How can I become a Z-Wave distributor?

There are hundreds of manufacturers worldwide selling Z-Wave products, each of which organise their own product distribution. It is recommended to join the Z-Wave Alliance should you wish to get involved and connect with manufacturers, with a consortium of them making up the Alliance.

 

How can I develop Z-Wave products?

If you want to become a Z-Wave developer, then you should check out Sigma Designs. They provide Development Kits to people, or companies, who have an interest in creating Z-Wave products.

 

Where does Z-Wave work?

The world-standard wireless technology currently works in:

Albania, Andorra, Argentina, Armenia, Australia, Austria, Azerbaijan

Bahamas, Barbados, Belarus, Belgium, Bermuda, Bolivia, Bosnia and Herzegovina, Brazil, British Virgin Islands, Bulgaria

Canada, Cayman Islands, Chile, China, Columbia, Costa Rica, Croatia, Cyprus, Czech Republic

Denmark

Ecuador, Egypt, El Salvador, Estonia

Finland, France, French Guiana

Germany, Greece, Guatemala

Haiti, Honduras, Hong Kong, Hungary

Iceland, India, Ireland, Israel, Italy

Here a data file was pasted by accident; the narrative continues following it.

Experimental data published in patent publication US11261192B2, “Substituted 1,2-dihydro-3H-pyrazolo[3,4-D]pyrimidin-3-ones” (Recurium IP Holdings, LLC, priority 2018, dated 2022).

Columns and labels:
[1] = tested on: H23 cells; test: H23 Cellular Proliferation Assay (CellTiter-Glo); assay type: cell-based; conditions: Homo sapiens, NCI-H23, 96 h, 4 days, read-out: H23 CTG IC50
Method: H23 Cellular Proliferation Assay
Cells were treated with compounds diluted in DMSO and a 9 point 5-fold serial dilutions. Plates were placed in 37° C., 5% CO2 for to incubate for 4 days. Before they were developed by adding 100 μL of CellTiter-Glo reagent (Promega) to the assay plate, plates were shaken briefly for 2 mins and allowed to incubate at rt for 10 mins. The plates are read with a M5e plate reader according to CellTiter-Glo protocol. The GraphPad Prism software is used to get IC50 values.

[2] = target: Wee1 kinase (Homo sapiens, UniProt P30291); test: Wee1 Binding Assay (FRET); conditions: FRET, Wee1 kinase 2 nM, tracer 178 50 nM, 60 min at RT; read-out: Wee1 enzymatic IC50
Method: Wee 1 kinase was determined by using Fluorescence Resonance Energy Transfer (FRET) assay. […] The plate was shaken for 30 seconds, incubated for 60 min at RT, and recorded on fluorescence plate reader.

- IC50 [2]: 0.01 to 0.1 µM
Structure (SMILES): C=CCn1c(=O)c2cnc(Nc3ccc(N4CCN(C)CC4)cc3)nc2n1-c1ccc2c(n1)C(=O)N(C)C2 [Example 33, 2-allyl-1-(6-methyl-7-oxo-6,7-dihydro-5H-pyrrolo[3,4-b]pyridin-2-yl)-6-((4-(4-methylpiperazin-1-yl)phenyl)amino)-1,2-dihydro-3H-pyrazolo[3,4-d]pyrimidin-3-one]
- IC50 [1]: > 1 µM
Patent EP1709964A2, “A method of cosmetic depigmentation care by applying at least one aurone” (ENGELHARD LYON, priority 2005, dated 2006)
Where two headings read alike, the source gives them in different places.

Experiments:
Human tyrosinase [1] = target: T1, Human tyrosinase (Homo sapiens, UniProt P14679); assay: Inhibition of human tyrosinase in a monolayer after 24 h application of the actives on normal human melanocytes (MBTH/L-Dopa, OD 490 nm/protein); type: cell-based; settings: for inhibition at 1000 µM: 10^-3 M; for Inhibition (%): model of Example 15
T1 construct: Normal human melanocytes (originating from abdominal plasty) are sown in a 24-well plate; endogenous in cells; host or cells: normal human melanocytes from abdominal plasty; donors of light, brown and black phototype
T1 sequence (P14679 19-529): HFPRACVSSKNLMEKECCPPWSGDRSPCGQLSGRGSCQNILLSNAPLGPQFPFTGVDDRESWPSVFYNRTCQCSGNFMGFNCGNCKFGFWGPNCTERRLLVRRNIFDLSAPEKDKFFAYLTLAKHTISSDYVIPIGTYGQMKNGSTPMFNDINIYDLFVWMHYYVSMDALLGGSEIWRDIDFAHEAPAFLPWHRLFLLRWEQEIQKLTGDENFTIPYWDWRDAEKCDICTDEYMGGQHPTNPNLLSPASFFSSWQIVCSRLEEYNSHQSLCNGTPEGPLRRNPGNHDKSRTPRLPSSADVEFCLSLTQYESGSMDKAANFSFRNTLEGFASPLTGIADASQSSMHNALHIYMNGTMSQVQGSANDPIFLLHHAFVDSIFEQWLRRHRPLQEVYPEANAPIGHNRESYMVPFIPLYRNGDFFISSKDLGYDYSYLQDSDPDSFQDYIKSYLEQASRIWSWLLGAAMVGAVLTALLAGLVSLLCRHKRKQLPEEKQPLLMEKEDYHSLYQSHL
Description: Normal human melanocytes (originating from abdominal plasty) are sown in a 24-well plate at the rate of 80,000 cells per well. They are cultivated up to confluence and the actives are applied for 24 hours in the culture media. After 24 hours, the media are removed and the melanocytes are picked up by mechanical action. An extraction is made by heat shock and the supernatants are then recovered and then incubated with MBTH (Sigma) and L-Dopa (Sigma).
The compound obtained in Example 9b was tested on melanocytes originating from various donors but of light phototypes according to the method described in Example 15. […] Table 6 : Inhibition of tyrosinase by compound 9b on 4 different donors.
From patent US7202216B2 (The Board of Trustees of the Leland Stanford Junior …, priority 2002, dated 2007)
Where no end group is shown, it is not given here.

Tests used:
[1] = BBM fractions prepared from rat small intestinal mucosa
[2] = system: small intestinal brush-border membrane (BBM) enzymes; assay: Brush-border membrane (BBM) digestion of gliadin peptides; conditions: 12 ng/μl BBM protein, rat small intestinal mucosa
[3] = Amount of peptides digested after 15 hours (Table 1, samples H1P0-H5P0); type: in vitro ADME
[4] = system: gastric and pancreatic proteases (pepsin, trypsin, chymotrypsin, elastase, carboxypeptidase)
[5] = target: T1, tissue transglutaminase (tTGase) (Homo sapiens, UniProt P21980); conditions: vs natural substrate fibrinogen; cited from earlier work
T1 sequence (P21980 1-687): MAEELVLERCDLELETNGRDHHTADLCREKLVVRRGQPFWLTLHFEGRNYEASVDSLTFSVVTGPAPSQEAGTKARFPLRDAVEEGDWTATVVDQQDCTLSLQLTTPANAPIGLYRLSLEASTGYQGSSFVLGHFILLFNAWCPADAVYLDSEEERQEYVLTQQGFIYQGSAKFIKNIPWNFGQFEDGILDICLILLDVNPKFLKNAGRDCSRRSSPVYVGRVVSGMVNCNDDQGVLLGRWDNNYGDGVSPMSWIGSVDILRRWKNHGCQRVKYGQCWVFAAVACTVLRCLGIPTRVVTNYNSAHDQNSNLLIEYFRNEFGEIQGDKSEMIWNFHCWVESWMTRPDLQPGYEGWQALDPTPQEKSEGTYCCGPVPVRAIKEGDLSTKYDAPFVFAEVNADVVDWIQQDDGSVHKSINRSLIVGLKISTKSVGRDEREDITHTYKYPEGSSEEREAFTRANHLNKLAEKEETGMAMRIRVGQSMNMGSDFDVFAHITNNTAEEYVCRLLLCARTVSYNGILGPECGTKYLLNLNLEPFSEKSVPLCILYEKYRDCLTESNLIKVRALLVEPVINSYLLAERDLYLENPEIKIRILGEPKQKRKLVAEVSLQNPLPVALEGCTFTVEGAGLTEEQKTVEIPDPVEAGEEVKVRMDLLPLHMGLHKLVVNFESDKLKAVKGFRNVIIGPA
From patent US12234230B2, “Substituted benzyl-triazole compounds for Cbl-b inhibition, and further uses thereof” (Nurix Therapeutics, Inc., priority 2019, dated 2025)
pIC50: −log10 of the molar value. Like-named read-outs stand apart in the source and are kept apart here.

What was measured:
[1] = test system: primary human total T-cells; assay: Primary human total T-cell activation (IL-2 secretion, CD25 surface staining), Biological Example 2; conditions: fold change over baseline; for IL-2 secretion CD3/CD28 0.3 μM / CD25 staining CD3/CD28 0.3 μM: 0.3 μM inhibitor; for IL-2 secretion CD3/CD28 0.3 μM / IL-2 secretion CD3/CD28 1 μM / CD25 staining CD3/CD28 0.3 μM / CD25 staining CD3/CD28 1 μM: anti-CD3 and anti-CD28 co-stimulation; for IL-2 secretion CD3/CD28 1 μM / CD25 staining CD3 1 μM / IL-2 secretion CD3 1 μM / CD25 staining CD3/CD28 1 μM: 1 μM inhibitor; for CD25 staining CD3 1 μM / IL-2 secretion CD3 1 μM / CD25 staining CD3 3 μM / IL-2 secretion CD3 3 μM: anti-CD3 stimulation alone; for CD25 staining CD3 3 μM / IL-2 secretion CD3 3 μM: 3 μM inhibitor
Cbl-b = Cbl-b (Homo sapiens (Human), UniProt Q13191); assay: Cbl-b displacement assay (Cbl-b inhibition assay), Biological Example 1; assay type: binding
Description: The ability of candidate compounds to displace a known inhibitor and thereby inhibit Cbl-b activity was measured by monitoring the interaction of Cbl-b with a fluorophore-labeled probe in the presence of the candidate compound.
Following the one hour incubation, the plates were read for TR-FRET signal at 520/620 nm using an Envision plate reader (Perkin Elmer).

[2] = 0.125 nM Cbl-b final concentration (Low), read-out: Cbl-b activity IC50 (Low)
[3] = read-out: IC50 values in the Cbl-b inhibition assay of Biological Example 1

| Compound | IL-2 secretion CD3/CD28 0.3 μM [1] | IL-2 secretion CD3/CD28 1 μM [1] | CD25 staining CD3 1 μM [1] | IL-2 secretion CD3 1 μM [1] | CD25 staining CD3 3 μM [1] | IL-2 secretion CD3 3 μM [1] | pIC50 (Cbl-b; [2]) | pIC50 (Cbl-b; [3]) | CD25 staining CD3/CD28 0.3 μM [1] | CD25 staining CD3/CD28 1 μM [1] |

Jamaica, Japan, Jordan

Kazakhstan

Latvia, Lebanon, Libya, Liechtenstein, Lithuania, Luxembourg

Macedonia, Malaysia, Malta, Mauritius, Mexico, Moldova, Monaco, Montenegro

Netherlands, New Zealand, Nicaragua, Nigeria, Norway

Panama, Paraguay, Peru, Poland, Portugal

Qatar

Romania, Russia

San Marino, Saudi Arabia, Serbia, Singapore, Slovakia, Slovenia, South Africa, South Korea, Spain, Saint Kitts and Nevis, Sweden, Switzerland, Suriname

Taiwan, Trinidad and Tobago, Turkey, Turks and Caicos

Ukraine, United Arab Emirates, United Kingdom, United States of America, Uruguay

Vatican City

Yemen

 

What is the difference between Z-Wave and other home technologies?

The main benefit to choosing Z-Wave over other home technologies is interoperability, allowing you to select devices from hundreds of different brands and manufacturers, giving you greater diversity in terms of the smart devices you obtain for your home.

 

Z-Wave and Amazon Echo

In an attempt to combine Amazon offerings with services from other vendors, under a straightforward and enjoyable speech-recognition platform, the online retail giant has been developing the Amazon Echo.